On Wednesday, cigarette maker Philip Morris International (NYSE: PM) announced that it would increase its dividend by 10.6% to $3.76 per share from $3.40. Not surprisingly, the stock moved higher, gaining 2.8% on the day.
When a stock shoots higher on good news, long-term investors often want to wait for a pullback before buying. However, there are times when they never get that chance as the uptrend simply continues. Rather than waiting for a pullback, there is a simple income strategy that reduces the risk of buying while a stock is moving up.
[ad#Google Adsense 336×280-IA]The impact of the dividend increase on Philip Morris’ stock price may be fairly simple to assess.
If the dividend increases by 10.6%, then the stock could gain 10.6% and still offer the same yield it did before the dividend increase.
PM will not gain 10.6% immediately, but it could drift slowly toward that price target.
Investors waiting for a better price may miss out on this opportunity if the pullback never occurs.
Rather than waiting, investors can buy PM and immediately sell a covered call against their position to reduce their risk.
A call option gives the buyer the right, but not the obligation, to buy 100 shares of stock at a predefined price (the strike price) at any time before the option expires.
Call sellers earn instant income by taking on the obligation to sell 100 shares of the stock if it moves above the strike price before expiration. So the trade-off for the income received upfront is that the covered call seller will accept a predefined profit. However, if the stock does not move above the strike price before expiration, they will be able to sell additional calls and generate additional income.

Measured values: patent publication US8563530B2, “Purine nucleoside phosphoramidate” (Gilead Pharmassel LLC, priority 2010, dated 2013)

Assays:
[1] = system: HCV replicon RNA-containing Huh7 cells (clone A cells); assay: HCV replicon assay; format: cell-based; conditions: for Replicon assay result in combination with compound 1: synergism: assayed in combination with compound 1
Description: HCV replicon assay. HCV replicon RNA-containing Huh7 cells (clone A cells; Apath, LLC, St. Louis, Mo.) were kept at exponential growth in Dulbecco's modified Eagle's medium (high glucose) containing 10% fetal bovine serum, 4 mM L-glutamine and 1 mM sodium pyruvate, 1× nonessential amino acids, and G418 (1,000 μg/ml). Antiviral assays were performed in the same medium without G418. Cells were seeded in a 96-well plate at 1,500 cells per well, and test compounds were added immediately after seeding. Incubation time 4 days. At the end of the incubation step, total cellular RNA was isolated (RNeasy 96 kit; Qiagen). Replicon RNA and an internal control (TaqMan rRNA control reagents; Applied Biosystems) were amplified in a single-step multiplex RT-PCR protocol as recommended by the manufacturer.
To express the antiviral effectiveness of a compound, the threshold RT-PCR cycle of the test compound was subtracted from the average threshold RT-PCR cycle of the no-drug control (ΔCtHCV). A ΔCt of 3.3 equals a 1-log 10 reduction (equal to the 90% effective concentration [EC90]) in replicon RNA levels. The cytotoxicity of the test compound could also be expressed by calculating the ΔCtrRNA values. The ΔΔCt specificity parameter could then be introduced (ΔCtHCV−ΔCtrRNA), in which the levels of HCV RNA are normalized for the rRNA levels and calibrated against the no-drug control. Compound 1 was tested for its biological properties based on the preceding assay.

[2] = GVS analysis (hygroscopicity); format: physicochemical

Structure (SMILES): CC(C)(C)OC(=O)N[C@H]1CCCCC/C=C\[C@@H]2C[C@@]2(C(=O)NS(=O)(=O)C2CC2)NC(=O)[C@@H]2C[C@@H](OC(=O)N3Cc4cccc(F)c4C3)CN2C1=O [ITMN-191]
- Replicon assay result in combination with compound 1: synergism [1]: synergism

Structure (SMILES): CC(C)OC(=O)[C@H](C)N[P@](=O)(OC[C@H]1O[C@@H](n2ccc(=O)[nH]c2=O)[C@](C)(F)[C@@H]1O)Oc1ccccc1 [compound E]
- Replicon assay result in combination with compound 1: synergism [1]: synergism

The night prior to announcing the dividend increase, PM closed at $84.23. If the increased dividend makes the stock 10.6% more valuable, it would be worth about $93.16.
Seeing a gain of 2.8% in the stock on Wednesday, some traders might choose to wait for a pullback to buy. Rather than wait, though, a covered call strategy generates immediate income and lowers your cost basis.
For this strategy, you would purchase 100 shares of PM, currently at $86.56, costing you $8,656. You could then sell a call expiring in December with an exercise price of $92.50, just below the target price. That call is currently trading at $0.58. Each call covers 100 shares of the stock, so you would generate immediate income of $58.
The income from the call sale lowers your net cost per share to $85.98, or by 0.7%. This does not fully offset the appreciation related to the dividend news, but it is equivalent to buying on a small pullback.
If PM is trading above $92.50 when the option expires in December, you would be required to sell your shares at that price. With a cost basis of $85.98, you would realize a 7.6% gain in just over three months. When you factor in the $0.94 quarterly dividend paid on Oct. 11, to shareholders of record on Sept. 26, you would have a gain of 8.7%.
If PM is trading below $92.50 when the option expires in December, you could sell another call to further increase your income beyond the dividend payments.
— Amber Hestla